The first product to include specific AUN software is the AUN Level 4 Fileserver Release 2, costing £399 ex. VAT. This new release of the fileserver software (which simply turns a networked computer into a fileserver without the need for additional hardware) will now allow fileservers to be hooked into a much larger network system, which can contain many different types of network. Fileservers linking Econet and Ethernet networks act as gateways between the two types of network, simply by running AUN.
A complete AUN consists of a main Ethernet backbone network, to which any number of independent network clusters can be connected. Ethernet clusters can be connected to the backbone directly, and Econet clusters are connected via gateway fileservers. The clever part is that every station on every cluster will be able to access every fileserver on every other cluster, and these will appear to the user as normal storage device icons on the icon bar, regardless of whether the fileserver being accessed is on Ethernet or Econet. The system is very simple to use, and all this is done invisibly as far as the user is concerned.
On top of all this. Acorn's TCP/IP software can be installed on any RISC OS machines to allow them to communicate with non-RISC OS based fileservers, such as PCs, Apples or Unix systems. Thus an Econet network can be connected to an Ethernet with Unix fileservers, and all RISC OS computers running TCP/IP on the Econet network will be able to access the Unix fileserver directly.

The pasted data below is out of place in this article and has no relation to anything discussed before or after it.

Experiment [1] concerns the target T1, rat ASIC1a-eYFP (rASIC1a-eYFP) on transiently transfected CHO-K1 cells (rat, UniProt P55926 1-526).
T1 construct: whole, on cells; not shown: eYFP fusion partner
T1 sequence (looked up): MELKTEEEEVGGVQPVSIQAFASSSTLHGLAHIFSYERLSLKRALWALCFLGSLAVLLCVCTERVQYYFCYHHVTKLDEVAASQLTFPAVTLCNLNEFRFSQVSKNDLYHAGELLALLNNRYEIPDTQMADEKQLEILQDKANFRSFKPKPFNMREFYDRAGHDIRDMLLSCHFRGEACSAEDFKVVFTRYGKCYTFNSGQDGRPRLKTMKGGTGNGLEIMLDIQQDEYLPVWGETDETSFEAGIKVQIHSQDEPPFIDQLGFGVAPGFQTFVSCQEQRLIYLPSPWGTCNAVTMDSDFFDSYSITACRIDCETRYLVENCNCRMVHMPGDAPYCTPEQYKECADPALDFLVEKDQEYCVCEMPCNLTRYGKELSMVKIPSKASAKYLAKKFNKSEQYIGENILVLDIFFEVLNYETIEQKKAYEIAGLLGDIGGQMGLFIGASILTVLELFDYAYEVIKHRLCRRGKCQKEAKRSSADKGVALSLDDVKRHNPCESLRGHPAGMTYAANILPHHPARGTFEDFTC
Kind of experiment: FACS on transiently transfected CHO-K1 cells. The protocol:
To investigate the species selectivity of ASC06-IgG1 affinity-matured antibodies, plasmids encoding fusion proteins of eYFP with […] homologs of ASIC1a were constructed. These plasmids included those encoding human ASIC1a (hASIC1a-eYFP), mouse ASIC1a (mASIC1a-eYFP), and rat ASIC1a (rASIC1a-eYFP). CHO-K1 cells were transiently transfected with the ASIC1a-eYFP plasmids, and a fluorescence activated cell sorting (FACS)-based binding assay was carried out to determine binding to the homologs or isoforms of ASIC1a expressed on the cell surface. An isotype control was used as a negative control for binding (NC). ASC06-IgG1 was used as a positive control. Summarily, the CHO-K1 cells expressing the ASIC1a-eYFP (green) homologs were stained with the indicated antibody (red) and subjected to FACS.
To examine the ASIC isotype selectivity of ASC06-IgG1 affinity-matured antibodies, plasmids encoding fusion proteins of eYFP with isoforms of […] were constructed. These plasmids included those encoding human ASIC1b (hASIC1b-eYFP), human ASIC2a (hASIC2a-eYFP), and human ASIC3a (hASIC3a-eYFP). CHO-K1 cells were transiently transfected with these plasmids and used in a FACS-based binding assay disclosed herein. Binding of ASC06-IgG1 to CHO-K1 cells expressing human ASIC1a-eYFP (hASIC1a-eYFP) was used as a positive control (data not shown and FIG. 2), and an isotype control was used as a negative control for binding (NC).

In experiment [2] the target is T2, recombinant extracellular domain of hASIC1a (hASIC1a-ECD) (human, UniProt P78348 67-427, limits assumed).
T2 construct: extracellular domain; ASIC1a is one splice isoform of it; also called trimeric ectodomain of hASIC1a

These exciting developments massively extend the potential connectively of Acorn machines, while retaining compatibility with the older Econet standard.
The Acorn Pocket Book
The Acorn Pocket Book is a very small, hand-held computer, based on the Psion Series 3 portable organiser. The software included in the Pocket Book has been specially created to fit in with Acorn's guidelines, and a link system has been devised to enable the Pocket Book to integrate with the RISC OS Desktop; this means the Pocket Book simply appears as a separate filing system on the hosts's icon bar.
The resident software that is built in to the Pocket Book consists of Write (a word processor with spelling checker). Abacus (a spreadsheet). Cards (a database). Time (clock and alarm) and Calc (a scientific calculator). The operating system, which is Psion's standard Series 3 OS, is multi-tasking, and allows the user to switch between the various tasks at will. There is 256K of RAM, and so-called Solid State Discs (SSDs) optionally provide up to 4Mb of additional data storage There are two types of SSD that can be used. Flash SSDs require no battery backup, but deleted files still take up memory, and RAM SSDs have their own lithium battery to keep data stored. The two standard AA batteries used by the Pocket Book last for about 80 hours of active computing, or a separate mains adaptor can be used.
There is also a programming language called OPL, which can be used to write applications on the Pocket Book. The OPL editor, used to write OPL programs, is available only as a separate product - just the run-time system is provided as standard.
Acorn hopes the Pocket Book will be bought by schools to enable pupils to collect data out in the field and process it in the classroom. It also hopes that concerned parents will invest in Pocket Books for their children, as at £249.95 inc. VAT (£199 ex. VAT to education) they are quite a lot cheaper than full Acorn RISC computers. We will have to wait and see.
The New Product Range
The following is a list of all new or repriced Acorn computer products, but does not show the whole Acorn range. Prices shown VAT, and educational prices are shown in brackets where applicable.